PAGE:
A recent IMF ‘staff paper’ (i.e. this is not the official view of the organisation, but they’re not disagreeing with it either…) provides additional support to CARE’s fight for financial inclusion by showing that four of the dimensions of financial development – access, depth, efficiency and stability – can significantly reduce income inequality and poverty.
There is a fifth dimension, financial liberalisation, but that – maybe unsurprisingly if we think about the causes of the global financial crisis – makes poverty and inequality worse. But even so, it is nice to have an august but rather neo-liberal institution acknowledge the importance of our cause.
I’ve highlighted previous IMF evidence which supported our push for financial inclusion by highlighting the impact of financial inclusion on national growth, and that acknowledgement is deepened by this more recent publication. It points out that “while the positive effect of financial development on economic growth has been well documented… Few have studied the impact of financial development on the distribution of income.” Until now.
The authors of the new study, Financial Development, Inequality and Poverty: Some International E…, have looked at a sample of 143 countries over the period of 1961-2011, and as I’ve said, they come to the conclusion that financial development can significantly reduce income inequality and poverty. And helpfully they have also looked at whether the reverse causality may apply – i.e, as poorer people’s incomes grow, financial services develop – and have decided that the causality runs from financial development to reduced inequality, not the other way round.
Why is this of importance to us here at CARE?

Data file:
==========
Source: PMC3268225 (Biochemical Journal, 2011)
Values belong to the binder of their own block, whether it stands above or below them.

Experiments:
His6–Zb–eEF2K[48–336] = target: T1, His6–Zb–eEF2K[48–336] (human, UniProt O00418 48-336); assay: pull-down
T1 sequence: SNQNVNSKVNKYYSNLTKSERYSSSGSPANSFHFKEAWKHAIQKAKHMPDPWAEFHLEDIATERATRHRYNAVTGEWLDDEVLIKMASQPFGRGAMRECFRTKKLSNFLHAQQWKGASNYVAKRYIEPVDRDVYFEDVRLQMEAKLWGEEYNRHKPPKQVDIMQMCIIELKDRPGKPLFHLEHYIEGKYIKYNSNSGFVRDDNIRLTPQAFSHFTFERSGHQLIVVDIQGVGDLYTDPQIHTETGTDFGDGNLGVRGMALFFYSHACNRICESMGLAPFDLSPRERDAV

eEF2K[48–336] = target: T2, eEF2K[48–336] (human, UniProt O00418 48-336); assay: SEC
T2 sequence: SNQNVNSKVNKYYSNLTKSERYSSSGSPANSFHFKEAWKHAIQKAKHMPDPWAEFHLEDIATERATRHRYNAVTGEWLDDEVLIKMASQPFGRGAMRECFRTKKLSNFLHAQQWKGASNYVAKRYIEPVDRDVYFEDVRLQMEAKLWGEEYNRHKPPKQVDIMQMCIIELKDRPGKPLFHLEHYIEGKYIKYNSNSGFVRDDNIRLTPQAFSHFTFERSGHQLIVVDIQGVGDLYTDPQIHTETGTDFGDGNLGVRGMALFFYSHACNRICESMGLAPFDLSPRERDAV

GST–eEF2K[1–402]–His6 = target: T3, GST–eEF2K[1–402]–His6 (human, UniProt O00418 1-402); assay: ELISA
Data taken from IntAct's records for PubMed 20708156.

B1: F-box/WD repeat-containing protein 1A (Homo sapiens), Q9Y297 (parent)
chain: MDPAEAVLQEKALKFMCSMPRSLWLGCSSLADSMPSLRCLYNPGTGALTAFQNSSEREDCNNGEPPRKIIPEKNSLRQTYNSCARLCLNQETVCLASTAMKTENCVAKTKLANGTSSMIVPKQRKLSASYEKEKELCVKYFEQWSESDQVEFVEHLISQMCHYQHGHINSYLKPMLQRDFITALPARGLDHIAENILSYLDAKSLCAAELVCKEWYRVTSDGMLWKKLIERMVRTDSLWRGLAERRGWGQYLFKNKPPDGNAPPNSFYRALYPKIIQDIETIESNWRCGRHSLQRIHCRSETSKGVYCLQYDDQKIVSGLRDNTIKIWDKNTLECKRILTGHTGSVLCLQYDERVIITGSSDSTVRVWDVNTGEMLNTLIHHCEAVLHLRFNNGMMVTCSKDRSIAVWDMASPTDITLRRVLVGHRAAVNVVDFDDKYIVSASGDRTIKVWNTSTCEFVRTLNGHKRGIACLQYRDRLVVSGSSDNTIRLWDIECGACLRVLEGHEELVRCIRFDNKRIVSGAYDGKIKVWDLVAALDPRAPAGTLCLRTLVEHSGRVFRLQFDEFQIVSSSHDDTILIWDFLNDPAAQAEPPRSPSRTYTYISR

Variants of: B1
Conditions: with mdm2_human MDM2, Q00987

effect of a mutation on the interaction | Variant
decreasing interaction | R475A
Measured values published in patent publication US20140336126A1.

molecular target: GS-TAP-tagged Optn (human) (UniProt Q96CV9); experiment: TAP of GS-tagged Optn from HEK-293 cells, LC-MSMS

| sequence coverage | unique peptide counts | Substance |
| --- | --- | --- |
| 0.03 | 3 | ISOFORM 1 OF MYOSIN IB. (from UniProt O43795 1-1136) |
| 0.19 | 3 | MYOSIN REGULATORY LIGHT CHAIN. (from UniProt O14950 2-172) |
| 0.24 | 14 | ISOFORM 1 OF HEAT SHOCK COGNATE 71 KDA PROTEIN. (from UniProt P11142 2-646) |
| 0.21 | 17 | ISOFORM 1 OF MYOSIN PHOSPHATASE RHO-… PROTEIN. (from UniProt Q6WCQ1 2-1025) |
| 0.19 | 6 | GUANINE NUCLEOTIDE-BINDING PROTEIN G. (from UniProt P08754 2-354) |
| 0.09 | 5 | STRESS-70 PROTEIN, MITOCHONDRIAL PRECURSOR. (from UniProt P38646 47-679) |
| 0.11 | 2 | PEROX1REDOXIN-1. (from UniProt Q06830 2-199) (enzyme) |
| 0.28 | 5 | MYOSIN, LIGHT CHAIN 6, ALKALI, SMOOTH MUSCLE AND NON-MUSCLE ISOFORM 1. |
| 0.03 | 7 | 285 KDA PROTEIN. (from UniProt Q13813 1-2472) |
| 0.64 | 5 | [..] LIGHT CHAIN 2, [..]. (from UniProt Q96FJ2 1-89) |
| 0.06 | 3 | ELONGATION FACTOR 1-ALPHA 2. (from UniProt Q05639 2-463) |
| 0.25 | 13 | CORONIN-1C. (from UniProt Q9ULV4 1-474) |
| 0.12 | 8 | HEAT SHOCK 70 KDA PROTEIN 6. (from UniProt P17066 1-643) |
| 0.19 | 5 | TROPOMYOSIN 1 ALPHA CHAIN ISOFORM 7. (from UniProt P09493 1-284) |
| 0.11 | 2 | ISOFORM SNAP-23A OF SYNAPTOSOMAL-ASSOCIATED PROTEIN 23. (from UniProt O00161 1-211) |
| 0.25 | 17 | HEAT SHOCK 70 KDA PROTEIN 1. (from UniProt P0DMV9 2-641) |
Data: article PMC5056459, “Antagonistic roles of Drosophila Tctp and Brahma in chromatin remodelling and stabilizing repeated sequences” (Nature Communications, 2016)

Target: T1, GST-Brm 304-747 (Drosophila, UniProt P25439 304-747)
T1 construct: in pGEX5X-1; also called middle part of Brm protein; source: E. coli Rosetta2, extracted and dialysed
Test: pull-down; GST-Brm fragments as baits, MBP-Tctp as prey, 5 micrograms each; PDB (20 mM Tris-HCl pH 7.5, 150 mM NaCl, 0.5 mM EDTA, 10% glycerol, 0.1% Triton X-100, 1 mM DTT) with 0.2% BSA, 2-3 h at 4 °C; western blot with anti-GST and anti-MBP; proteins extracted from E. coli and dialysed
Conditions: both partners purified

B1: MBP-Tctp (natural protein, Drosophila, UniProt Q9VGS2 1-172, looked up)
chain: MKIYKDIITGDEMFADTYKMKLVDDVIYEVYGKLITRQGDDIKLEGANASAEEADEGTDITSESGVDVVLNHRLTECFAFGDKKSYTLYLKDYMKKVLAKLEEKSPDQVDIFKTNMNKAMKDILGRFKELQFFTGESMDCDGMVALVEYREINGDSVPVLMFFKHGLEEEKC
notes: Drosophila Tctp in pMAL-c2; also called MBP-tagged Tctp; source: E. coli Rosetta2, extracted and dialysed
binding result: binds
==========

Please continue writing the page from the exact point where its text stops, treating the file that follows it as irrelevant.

Well, as I have said we are committed to financial inclusion, particularly of women, and have been so for nearly 25 years, initially via our Village Savings and Loan Associations which provide effective informal financial services to women. However, in recent years we have increasingly been working to link groups to the formal sector, often to banks. This is for reasons of security (keeping the group’s savings of, say, around $1,000 in a metal box under the treasurer’s bed is not very secure) and because groups require increasingly sophisticated financial products as they develop.
Many banks are rising to this challenge – see for instance the mapping of bank linkage efforts in the recent CARE/Plan/Barclays publication The State of Linkage Report: The first global mapping of savings gr… – but much more needs to be done to push banks to recognise the business case for linkage, and for governments to build an enabling regulatory environment, and to develop effective financial inclusion strategies in their economic development planning. Therefore, evidence such as that from the IMF is valuable in helping persuade governments to push the banks to do more to improve access.
It is also good to know that an area on which CARE has worked for nearly 25 years not only directly improves the lives of the (mainly) women who are in savings groups which link to banks, but that these improvements in access to finance also much more broadly help to fight inequality and poverty.
This article first appeared on Care International INSIGHTS and is reproduced with permission.